Turkey sentences Brit volunteer for fighting ISIS
A Turkish court has sentenced a former British soldier to seven-and-a-half years for alleged links to Syria's Kurdish YPG militia, considered a "terrorist" group by Ankara. Joe Robinson of Leeds was arrested in Turkey in July 2017 after he apparently posted photos of himself in camouflage, posing beside fighters of the People's Protection Units (YPG) in Syria. A court in the western city of Aydin sentenced the 25-year-old for "membership of a terrorist organization" on Sept. 15. Robinson did not attend the trial for health reasons. He is currently on bail and planning an appeal. His Bulgarian fiancée, arrested along with him, was sentenced to nearly two years for "terrorist propaganda," but she is currently in the United Kingdom. The BBC reports that the fiancée, Mira Rojkan, was given a suspended sentence.
According to British press reports, Robinson served in Afghanistan in 2012 and went to Syria in 2015 to work in the YPG's health unit. Hundreds of foreign volunteers from countries including Canada, France, Germany and the United States have fought alongside the YPG in its struggle against ISIS for control of Syria's north. The YPG is now a the central element of the US-backed Syrian Democratic Forces (SDF). The YPG is considered by the Turkish government to be inextricably linked to the Kurdistan Workers’ Party (PKK), which has waged a decades-long insurgency in Turkey. However, unlike the PKK, the YPG is not a proscribed organization in the UK, US or European Union.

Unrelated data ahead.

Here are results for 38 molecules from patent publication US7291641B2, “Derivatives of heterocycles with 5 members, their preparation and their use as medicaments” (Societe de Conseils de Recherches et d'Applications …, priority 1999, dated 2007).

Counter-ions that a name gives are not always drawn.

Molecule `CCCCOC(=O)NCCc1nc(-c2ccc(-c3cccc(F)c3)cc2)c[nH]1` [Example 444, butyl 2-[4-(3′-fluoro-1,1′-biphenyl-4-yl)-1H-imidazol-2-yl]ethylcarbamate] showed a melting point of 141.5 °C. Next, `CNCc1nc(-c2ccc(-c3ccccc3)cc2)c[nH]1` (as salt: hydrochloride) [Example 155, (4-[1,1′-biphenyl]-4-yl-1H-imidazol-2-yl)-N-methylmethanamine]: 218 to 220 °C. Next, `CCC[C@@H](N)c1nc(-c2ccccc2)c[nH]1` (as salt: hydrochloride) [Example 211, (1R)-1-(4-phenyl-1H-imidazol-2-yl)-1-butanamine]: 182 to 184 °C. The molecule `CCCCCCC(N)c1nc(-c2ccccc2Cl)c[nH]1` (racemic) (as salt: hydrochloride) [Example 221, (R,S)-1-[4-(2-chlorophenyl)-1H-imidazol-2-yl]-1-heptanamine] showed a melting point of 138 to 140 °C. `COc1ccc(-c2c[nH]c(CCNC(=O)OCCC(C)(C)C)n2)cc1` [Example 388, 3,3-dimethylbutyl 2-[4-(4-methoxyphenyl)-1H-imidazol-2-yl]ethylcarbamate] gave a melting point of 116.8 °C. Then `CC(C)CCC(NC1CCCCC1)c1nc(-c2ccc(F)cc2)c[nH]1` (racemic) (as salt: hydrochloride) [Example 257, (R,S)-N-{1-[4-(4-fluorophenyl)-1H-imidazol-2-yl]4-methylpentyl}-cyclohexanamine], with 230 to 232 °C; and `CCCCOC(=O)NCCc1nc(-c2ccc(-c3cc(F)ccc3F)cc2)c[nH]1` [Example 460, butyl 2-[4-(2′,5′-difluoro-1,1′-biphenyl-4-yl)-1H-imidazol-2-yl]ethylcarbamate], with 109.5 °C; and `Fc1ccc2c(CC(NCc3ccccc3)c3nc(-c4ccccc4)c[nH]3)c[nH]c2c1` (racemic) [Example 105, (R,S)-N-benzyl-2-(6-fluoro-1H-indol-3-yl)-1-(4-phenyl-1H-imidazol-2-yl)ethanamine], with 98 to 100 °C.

On July 31, former British soldier James Matthews, who was alleged to have fought alongside the YPG, had terrorism charges against him dropped by UK prosecutors. He was due to face trial in November after being charged with receiving training in Iraq and Syria "for purposes connected to the commission of preparation of terrorism," but prosecutors said that there was no longer a realistic prospect of conviction on "evidential grounds." He was believed to be the first person to be prosecuted for terrorism in the United Kingdom for assisting a group already being aided by the UK government.
Seven British men who volunteered with the YPG were killed in the fight against ISIS. This March, 26-year-old Anna Campbell was killed while fighting with the group's female component, the Women's Protection Units (YPJ). Campbell was killed by a Turkish missile strike as her unit helped evacuate residents from the northern Syrian town of Afrin, which was then being seized by Turkish and allied Syrian rebel forces. (Defense Post)
Anti-ISIS volunteers have also faced terrorism charges in Spain. The presence of anarchist and armed-left militants among the international YPG volunteers has occassioned much outrage from conservative policy wonks. The Pentagon has been backing the YPG to fight ISIS despite their anarchist-influenced politics.
IRPGF formally disbands
A post on the Twitter account of the International Revolutionary People's Guerrilla Forces (IRPGF), made up of foreign volunteers who have joined the leftist Kurdish forces in northern Syria, announces in a "final communique" that they are disbanding. The reasons given are rather vague, but we surmise it has something to do with the YPG's current alignment with US imperialism. Did these international rad-left types finally decide they couldn't handle the contradiction? Or did the YPG leadership tell them they'd become an embarrassment and should go home? Or was this a mandate from the CIA or Pentagon that jettisoning the rad-left volunteers is the price of continued aid?
We'd like to know.
Brit gets prison for fighting ISIS
A British man who fought in a Kurdish militia against ISIS was found guilty of attending a terrorist training camp. Aidan James, 28, of Formby, Merseyside, had no military experience when he went to Syria in 2017. He was found guilty on retrial at the Old Bailey of attending a camp in Iraq where the banned PKK was present. (BBC News)